Climate Change Talk at Botanic Garden
Professor Parry is a leading voice in the debate on climate change
Global warming expert Professor Martin Parry, co-chairman of the Intergovernmental Panel on Climate Change (IPCC) group on Impacts and Adaptations, and tomorrow is set to give a lecture at the Royal Botanic Garden Edinburgh on the worldwide risks of climate change. Professor Parry, who received an OBE in 1998 for services to the environment, expects that the long summers and wet winters seen in recent years in Scotland will lead to more extreme events in years to come.
"One of the major effects of climate change has been, and will continue to be, the exaggeration of an axis which exists in Britain. This has broadly meant that as you travel towards the south-east of the country the climate gets warmer and dryer, and as you go to the north-west it becomes colder and wetter. That is likely to be seen even more strongly in years to come," he said.
"There is no question that climate change is having an effect on the weather. The global climate has risen by about half a degree in the last 100 years, and even that is enough to make a noticeable difference. All the indicators suggest it will continue to rise in future, and we will see more extremes.
"In Scotland, around the Edinburgh area, that is likely to mean more frequent warm, dry summers, as well as more heavy downpours of rain in autumn.
Royal Botanic Garden's Phenology Project: Altered Flowering Times Evident
The Botanic Garden has been keeping records on the climate for more than 100 years through its phenology project, which began in 1850 and studies seasonal changes in plants in relation to climate.
Its records show that 50 years ago, the average local temperature in September was 13C. This year the average temperature in September was one and half degrees higher (14.5C), a rise which may seem small in numerical terms, but which has had a huge impact on our environment.
The project, which has been carried out intermittently, was restarted after a break of several years in 2002, but even in that short time they have seen significant reactions from plants to the changing climate. One of the most startling observations has been the early flowering of spring plants, with plants now flowering more than 20 days early.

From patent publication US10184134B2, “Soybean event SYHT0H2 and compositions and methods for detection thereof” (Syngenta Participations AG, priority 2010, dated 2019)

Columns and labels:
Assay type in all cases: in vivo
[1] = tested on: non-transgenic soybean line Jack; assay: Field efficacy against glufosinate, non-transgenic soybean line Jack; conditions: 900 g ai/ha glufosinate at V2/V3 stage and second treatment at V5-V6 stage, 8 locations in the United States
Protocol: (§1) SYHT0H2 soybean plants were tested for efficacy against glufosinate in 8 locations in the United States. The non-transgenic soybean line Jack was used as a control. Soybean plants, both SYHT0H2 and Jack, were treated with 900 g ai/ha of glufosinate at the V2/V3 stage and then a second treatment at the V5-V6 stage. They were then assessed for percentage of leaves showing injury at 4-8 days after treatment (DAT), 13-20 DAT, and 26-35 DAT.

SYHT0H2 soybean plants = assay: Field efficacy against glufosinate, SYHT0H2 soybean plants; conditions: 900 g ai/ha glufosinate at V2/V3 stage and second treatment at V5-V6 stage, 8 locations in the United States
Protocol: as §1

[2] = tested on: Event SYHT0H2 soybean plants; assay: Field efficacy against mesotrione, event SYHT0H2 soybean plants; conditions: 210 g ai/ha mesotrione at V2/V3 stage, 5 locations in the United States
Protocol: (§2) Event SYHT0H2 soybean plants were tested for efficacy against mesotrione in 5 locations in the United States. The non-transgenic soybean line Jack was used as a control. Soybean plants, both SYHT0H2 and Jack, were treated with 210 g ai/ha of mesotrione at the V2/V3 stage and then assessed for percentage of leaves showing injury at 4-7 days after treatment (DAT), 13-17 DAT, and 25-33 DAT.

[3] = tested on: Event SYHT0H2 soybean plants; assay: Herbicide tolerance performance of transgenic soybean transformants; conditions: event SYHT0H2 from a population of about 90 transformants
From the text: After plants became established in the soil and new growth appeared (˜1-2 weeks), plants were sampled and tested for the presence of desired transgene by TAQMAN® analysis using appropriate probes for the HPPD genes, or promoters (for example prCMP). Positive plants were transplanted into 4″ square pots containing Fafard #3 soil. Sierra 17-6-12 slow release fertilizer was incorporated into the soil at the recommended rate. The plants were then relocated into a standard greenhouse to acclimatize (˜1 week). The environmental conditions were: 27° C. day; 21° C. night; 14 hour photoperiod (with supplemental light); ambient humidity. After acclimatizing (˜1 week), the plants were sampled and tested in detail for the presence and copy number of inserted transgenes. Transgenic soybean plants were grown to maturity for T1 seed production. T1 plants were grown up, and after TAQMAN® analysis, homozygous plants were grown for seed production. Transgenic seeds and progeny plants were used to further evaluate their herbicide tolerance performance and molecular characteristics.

Female flowers of the hazel: dramatic changes in timing
Flowering of the Hazel Corylus avellana, or flowering catkin, has been advancing spectacularly ever since 2002, at 18 days a year up to last spring. Last year the plant first emerged on November 26, and this year it is already in flower, some 32 days earlier, pushing the average advancement up to 22 days a year.
Other plants are extending their flowering season, from winter-only or spring-only to autumn-winter-spring flowering plants.
The wych hazel, for example, traditionally flowered in mid-winter, but is now flowering from September through to February.
The winter jasmine, traditionally in flower between winter and early spring, is now flowering from September to April, and the Lily-of-the-Valley bush, once only seen in early or mid spring, now flowers from September right through to April.
Stephan Helfer, a botanist at the Garden, believes this will affect the usual spring flowering season in the UK.
"There is no doubt that it has been a very warm October, much warmer than would be expected, and obviously that is having an effect on the plants," he says. "Some plants, like the trees which are already shedding their leaves, take their triggers from light, so the temperature is less of a problem.
"But many plants rely solely on the temperature, and so already I have seen rhododendrons beginning to bloom, simply because the weather is warm and the conditions are right. This is likely to mean that when spring comes around there will be a much poorer display from such plants, and if the cold weather comes in suddenly it will be very harmful to the plants.
"On the plus side, it has been a great time for mushrooms, with the warm weather and quite steady rainfall creating ideal conditions for them."